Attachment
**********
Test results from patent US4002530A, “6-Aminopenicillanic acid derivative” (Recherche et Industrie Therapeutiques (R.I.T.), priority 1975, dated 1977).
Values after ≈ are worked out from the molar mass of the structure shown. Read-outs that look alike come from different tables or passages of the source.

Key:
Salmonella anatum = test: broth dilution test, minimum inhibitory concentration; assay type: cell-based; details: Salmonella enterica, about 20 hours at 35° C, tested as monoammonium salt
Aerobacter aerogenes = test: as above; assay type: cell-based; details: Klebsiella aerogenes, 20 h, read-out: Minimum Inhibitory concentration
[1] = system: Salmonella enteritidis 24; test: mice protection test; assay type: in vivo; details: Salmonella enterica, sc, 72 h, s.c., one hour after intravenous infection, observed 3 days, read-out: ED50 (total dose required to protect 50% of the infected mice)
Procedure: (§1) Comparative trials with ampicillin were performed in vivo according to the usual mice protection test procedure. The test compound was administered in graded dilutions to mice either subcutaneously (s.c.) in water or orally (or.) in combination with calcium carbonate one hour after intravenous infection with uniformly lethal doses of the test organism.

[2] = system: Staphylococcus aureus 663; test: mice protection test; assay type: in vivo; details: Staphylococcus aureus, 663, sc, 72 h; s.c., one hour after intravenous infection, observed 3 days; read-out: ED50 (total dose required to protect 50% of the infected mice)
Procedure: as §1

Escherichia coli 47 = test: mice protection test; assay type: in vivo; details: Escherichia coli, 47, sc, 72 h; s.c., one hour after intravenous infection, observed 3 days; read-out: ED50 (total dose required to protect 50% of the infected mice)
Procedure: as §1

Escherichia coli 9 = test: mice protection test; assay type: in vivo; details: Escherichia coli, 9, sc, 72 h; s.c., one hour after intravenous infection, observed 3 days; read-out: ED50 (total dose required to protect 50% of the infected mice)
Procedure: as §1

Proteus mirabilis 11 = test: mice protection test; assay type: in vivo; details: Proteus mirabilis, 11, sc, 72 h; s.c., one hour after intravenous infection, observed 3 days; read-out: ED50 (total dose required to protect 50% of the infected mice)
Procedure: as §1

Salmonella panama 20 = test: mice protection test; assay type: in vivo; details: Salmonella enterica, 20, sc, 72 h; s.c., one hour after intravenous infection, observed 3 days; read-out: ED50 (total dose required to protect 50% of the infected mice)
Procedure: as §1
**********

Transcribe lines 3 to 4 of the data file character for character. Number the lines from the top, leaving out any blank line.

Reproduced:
Key:
Salmonella anatum = test: broth dilution test, minimum inhibitory concentration; assay type: cell-based; details: Salmonella enterica, about 20 hours at 35° C, tested as monoammonium salt